What’s in it for me? Understand ten key words underlying China’s transformation.
If you want to understand an unfamiliar culture, it’s a good idea to learn its language. The way people talk about the world tells you a lot about their values, ideas and customs. The belief that some words are untranslatable may not be technically correct, but there’s something to it. There might be plenty of English translations of a Portuguese word like saudade – “nostalgia,” say, or “longing” – yet none of them really capture the historical importance of the melancholic yearning this word signifies in Portuguese culture.
The same goes for the ten key Chinese words that author Yu Hua analyzes in these blinks. Many of them are readily translatable: renmin, for example, simply means “the people” while yuedu is the Chinese word for “reading.” What these simple translations miss, however, is the role these words have played in China’s recent past.
From the upheavals of Mao’s Cultural Revolution to the Tiananmen Square protests and today’s extraordinary economic boom, each of the concepts covered in these blinks paint a vivid portrait of a country that’s witnessed one of the most profound transformations in world history.
In these blinks, you’ll find out
- why so many Chinese people believe the country would benefit from Mao’s return;
- how Yu trained himself to write through revolutionary propaganda; and
- why counterfeit products are so common in China.
“The people” was a key concept in modern China, up until the Tiananmen Square protests.
Few concepts were as crucial as “the people” when Yu Hua was growing up in 1960s China. The idea was so central to the way the nation talked about itself that Yu even learned to write renmin – the Pinyin romanization of “the people” – before his own name!
The concept really came into its own during the Cultural Revolution, a decade of turmoil which began in 1966. Launched by China’s leader Mao Zedong, the revolution was an attempt to consolidate the Communist Party’s grip on power and wipe out all remnants of the pre-communist past.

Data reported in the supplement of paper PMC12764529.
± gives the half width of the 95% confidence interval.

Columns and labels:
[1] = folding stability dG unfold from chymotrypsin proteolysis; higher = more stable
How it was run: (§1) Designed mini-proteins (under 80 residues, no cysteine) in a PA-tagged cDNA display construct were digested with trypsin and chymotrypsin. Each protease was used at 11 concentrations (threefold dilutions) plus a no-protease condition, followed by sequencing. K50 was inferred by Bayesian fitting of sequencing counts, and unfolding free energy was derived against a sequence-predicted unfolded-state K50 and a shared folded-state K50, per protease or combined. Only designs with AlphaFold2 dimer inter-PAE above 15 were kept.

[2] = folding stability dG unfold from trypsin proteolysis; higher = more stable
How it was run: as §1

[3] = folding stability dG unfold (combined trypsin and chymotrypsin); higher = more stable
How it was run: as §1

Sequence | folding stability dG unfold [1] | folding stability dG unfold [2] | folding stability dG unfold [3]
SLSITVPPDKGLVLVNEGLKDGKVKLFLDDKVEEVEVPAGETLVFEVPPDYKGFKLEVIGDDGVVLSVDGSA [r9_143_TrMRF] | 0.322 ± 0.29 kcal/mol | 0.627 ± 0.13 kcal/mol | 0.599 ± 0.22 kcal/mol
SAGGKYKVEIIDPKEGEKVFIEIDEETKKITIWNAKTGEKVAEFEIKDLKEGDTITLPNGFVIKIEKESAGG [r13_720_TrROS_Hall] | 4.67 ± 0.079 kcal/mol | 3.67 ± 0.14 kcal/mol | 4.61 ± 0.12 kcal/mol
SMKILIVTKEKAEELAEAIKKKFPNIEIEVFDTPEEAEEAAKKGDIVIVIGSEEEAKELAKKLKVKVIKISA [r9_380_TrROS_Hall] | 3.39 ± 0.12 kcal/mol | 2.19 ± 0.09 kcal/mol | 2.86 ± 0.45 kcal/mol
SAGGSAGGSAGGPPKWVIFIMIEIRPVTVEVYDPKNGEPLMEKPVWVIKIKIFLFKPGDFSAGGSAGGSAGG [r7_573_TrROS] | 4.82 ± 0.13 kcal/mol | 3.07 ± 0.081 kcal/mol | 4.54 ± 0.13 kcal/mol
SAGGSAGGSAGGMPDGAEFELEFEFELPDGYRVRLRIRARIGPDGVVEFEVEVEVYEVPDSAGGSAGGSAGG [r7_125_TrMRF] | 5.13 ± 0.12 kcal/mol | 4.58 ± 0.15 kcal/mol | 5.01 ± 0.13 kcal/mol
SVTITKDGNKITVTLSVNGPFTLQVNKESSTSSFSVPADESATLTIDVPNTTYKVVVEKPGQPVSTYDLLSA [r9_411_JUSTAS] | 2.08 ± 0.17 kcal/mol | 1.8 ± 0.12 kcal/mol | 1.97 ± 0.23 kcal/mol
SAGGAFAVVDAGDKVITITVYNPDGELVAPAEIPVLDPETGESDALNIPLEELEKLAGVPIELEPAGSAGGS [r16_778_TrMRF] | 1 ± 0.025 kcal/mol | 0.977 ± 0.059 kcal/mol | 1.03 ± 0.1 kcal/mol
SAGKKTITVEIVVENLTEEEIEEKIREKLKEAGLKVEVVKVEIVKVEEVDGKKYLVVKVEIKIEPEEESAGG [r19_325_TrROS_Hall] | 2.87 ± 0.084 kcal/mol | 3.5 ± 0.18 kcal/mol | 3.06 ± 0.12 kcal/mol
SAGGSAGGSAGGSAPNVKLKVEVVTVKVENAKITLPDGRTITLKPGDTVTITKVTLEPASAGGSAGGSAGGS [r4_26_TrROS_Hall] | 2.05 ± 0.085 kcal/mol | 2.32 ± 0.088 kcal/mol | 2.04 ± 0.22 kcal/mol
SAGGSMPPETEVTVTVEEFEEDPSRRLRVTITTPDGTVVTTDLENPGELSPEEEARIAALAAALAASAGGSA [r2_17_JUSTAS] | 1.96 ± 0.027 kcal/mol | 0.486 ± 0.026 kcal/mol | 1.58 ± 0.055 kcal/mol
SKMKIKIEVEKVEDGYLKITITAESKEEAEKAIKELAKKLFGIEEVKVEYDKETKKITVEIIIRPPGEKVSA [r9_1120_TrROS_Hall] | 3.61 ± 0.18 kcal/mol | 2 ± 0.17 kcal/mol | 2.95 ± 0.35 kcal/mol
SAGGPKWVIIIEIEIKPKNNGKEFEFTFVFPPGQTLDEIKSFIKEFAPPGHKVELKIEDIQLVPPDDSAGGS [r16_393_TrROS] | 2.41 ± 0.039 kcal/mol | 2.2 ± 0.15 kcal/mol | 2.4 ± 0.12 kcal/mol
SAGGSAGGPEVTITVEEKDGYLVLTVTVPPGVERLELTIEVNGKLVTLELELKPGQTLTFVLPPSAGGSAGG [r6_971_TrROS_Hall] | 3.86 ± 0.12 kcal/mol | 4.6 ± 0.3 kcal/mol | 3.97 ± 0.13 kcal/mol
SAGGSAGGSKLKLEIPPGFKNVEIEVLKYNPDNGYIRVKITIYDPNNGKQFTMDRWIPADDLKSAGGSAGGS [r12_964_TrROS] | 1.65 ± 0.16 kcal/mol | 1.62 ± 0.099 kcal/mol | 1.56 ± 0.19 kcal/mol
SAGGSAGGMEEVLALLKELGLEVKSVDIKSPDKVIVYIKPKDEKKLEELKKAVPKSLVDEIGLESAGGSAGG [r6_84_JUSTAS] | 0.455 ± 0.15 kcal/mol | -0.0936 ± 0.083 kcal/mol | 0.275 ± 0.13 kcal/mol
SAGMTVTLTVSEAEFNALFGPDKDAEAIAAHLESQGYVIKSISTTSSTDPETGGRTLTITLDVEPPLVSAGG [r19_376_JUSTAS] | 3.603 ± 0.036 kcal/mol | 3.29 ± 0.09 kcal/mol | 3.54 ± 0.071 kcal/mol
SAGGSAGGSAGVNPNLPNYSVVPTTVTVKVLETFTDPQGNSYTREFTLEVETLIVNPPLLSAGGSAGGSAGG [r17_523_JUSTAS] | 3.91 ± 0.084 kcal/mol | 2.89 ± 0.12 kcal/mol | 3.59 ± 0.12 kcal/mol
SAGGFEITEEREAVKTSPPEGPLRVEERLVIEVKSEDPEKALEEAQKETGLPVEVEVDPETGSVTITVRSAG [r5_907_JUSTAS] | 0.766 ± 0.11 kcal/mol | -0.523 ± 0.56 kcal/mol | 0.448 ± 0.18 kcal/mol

The idea of “the people” played a central role in that program. Communists emphasized the collective over individuals, so what better concept to communicate their vision for a society in which everyone – from workers and peasants to soldiers and intellectuals – was equal. Mao, of course, was a dictator, making him more equal than others. That circle was squared by claiming, as a popular slogan of the day did, that “Chairman Mao is the people, and the people are Chairman Mao.”
The term remained important throughout the second half of the twentieth century. It was only displaced when an altogether different kind of turmoil emerged: the 1989 Tiananmen Square protests.
After the death of Hu Yaobang, a leading reformer in the Communist Party, students flocked to Beijing’s grand central square to demand an end to corruption and more democratic freedoms. The protests transformed the city – police officers disappeared from the streets and people came together, lending the city an almost festive atmosphere. The sense of common purpose was so great that even petty thieves stopped stealing to join the demonstrators!
This didn’t last, however. In early June, the army entered the square and opened fire, dispersing the crowds and putting an end to the protests. The crackdown was broadcast on state TV channels, which celebrated the capture of prominent student leaders and the attempts to locate others. Then, one day, the coverage suddenly stopped. The incident was never mentioned again.